Electricity is one of the most interesting phenomena in the universe. And most of us know very little about it. It’s one of those forces of nature that we take for granted. But, while electricity has been around since the dawn of time, our ability to control and harvest electricity has not.
There are many interesting things about electricity that many of us don’t know. We’ve compiled 22 facts about electricity we think you’ll appreciate.
- Electricity travels at the speed of light – which is more than 186,000 miles per second!
- A spark of static electricity can measure up to three thousand (3,000) volts.
- A bolt of lightning can measure up to three million (3,000,000) volts – and it lasts less than one second!
- Electricity always looks for the easiest path to the ground.
- Electricity can be made from wind, water, the sun and even animal manure. As countries look for ways to lessen our negative impact on the environment, one of the primary things examined are clean ways of generating electricity.
- Burning coal is the most common way electricity is made in the United States.
- One power plant can produce enough electricity for 180,000 homes.
- The first power plant – owned by Thomas Edison – opened in New York City in 1882.
- Thomas Edison didn’t invent the first light bulb – but he did invent the first one that stayed lit for more than a few seconds.
- Thomas Edison invented more than 2,000 new products. Among these were switches, fuses, sockets and meters. Edison’s inventions are still used in today’s homes for electricity.
- Benjamin Franklin didn’t actually discover electricity, as most people think – but he did prove that lightning is a form of electrical energy.
- The movement of an electric charge is known as an electric current, the intensity of which is usually measured in amperes. Current can consist of any moving charged particles – most commonly these are electrons, but any charge in motion can be called a current.
- The energy sources we use to make electricity can be renewable or non-renewable, but electricity itself is neither renewable nor non-renewable.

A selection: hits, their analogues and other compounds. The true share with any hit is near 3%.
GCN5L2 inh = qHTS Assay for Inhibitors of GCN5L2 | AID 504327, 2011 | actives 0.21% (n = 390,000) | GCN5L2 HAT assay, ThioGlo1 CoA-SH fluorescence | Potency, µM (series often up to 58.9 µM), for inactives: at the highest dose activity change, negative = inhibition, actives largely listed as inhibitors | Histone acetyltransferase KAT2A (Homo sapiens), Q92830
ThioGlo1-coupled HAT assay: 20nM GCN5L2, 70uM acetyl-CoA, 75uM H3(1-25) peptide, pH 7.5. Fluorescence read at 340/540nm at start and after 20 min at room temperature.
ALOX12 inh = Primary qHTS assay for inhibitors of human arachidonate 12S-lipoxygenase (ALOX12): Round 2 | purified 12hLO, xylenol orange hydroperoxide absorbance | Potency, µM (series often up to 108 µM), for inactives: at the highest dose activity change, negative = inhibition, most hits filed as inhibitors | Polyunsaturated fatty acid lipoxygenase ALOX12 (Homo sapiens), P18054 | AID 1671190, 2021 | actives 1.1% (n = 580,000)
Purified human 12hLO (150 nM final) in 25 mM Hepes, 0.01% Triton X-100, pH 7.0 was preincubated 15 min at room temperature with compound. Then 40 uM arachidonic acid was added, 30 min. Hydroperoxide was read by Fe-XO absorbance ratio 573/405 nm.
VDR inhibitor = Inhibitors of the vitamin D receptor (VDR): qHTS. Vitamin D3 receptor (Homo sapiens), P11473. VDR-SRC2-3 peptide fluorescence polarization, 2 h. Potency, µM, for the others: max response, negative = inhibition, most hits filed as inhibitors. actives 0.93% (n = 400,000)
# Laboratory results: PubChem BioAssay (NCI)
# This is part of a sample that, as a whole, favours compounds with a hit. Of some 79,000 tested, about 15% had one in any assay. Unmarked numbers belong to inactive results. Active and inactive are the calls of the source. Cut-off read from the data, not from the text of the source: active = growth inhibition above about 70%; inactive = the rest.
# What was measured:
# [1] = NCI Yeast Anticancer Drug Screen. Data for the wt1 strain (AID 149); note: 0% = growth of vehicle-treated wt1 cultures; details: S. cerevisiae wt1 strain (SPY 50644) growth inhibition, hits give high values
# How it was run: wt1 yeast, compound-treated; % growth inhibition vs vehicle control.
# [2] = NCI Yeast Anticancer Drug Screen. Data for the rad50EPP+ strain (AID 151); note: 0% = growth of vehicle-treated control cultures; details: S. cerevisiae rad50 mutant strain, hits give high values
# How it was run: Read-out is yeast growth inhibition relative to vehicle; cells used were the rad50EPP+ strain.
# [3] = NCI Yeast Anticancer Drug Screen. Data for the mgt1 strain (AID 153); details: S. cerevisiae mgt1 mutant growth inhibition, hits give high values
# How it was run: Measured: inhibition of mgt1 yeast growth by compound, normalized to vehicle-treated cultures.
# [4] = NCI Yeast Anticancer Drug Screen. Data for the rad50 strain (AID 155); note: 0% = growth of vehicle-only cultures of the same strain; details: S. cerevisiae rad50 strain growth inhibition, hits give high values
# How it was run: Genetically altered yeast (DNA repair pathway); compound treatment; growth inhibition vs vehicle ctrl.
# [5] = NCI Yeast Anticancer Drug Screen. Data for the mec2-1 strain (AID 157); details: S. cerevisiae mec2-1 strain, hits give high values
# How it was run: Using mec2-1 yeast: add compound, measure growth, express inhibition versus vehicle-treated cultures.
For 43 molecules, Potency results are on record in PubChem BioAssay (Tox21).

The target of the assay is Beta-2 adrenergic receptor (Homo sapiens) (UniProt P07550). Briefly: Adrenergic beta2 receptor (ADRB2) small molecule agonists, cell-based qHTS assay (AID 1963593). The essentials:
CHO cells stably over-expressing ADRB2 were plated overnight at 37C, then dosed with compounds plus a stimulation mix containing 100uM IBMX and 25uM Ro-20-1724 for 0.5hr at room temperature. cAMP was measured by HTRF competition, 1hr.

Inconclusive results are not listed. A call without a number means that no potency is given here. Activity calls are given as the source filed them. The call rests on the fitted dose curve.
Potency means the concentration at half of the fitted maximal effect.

- A generator is a device that converts mechanical energy into electrical energy. The process is based on the relationship between magnetism and electricity.
- The cost of electricity is going up (both in dollars and in environmental impact) and it shows no signs of changing.
- Electric energy is an intermediate form of energy. It is produced in thermal power stations (where fuel oil, gas, coal, biomass, etc. are burnt), in hydroelectric power stations and nuclear power stations. Smaller quantities are produced by wind, photovoltaic solar panels and other lesser known forms of electricity generation.
- Electricity travels in closed loops, or circuits. It must have a complete path before the electrons can move. If a circuit is open, the electrons cannot flow.
- In the late-1800s, Nikola Tesla pioneered the generation, transmission, and use of alternating current (AC) electricity, which can be transmitted over much greater distances than direct current (DC). Tesla’s inventions used electricity to bring indoor lighting to homes and to power industrial machines.
- When electricity was first introduced into the domestic environment it was primarily used for lighting. Only over the course of several years did more consumer electrical appliances become commonplace.
- Electricity is an extremely flexible form of energy, and it may be adapted to a huge, and growing, number of uses.
- Demand for electricity grows very quickly as a nation becomes more modern and its economy develops. The United States showed a 12% increase in demand during each year of the first three decades of the twentieth century.
- According to the US Department of Energy, an average American household used approximately 866-kilowatt hours per month in 1999.
So, as you can see, there’s a lot most of us can still learn about electricity. It’s one of our most valuable resources, and one of the energy sources we rely on most.
If you’d like to learn more about electricity at a beginner’s level, the book “Teach Yourself Electricity and Electronics” by Stan Gibilisco is a great place to start.